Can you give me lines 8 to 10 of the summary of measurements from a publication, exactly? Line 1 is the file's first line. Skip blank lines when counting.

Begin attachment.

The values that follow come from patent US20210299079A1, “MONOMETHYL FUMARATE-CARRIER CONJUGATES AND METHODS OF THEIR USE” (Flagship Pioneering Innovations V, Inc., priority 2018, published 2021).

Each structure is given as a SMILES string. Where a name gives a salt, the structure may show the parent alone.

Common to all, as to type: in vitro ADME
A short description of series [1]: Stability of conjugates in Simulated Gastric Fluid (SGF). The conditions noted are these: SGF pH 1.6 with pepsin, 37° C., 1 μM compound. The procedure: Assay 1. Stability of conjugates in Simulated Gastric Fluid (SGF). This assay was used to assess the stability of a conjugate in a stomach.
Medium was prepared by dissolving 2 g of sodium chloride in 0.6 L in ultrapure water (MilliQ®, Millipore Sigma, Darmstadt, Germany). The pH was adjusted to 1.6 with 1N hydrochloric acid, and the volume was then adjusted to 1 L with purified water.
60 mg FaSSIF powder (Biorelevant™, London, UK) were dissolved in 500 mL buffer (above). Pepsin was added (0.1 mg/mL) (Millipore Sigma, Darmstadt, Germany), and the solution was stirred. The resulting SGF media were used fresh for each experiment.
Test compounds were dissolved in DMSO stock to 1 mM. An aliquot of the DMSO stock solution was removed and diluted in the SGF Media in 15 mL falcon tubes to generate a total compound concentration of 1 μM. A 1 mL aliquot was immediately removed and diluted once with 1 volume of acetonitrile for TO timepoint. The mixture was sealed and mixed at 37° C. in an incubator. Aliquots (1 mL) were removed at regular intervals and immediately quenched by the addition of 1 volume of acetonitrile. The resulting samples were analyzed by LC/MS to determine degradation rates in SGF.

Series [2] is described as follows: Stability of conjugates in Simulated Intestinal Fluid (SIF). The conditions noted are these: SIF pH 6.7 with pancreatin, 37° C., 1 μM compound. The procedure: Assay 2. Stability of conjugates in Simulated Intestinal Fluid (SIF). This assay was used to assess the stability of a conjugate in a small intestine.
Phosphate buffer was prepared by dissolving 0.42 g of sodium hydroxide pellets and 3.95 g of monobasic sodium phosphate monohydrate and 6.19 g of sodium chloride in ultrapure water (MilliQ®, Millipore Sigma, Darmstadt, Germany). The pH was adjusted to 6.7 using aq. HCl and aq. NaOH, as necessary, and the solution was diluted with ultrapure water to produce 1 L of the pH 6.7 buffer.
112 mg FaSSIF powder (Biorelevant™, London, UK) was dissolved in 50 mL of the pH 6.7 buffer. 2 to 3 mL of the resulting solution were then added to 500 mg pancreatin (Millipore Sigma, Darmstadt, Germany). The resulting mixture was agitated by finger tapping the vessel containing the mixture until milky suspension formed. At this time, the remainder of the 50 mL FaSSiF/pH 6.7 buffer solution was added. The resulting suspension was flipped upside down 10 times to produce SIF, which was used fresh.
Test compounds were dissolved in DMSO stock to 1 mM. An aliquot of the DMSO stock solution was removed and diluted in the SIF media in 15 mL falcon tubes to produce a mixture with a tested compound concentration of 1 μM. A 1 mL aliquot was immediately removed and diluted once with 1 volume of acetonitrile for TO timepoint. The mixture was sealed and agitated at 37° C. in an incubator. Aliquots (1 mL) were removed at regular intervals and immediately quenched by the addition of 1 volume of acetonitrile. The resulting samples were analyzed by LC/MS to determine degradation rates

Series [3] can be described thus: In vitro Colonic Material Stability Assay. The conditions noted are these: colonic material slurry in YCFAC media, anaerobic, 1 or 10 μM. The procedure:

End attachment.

Series [2] is described as follows: Stability of conjugates in Simulated Intestinal Fluid (SIF). The conditions noted are these: SIF pH 6.7 with pancreatin, 37° C., 1 μM compound. The procedure: Assay 2. Stability of conjugates in Simulated Intestinal Fluid (SIF). This assay was used to assess the stability of a conjugate in a small intestine.
Phosphate buffer was prepared by dissolving 0.42 g of sodium hydroxide pellets and 3.95 g of monobasic sodium phosphate monohydrate and 6.19 g of sodium chloride in ultrapure water (MilliQ®, Millipore Sigma, Darmstadt, Germany). The pH was adjusted to 6.7 using aq. HCl and aq. NaOH, as necessary, and the solution was diluted with ultrapure water to produce 1 L of the pH 6.7 buffer.
112 mg FaSSIF powder (Biorelevant™, London, UK) was dissolved in 50 mL of the pH 6.7 buffer. 2 to 3 mL of the resulting solution were then added to 500 mg pancreatin (Millipore Sigma, Darmstadt, Germany). The resulting mixture was agitated by finger tapping the vessel containing the mixture until milky suspension formed. At this time, the remainder of the 50 mL FaSSiF/pH 6.7 buffer solution was added. The resulting suspension was flipped upside down 10 times to produce SIF, which was used fresh.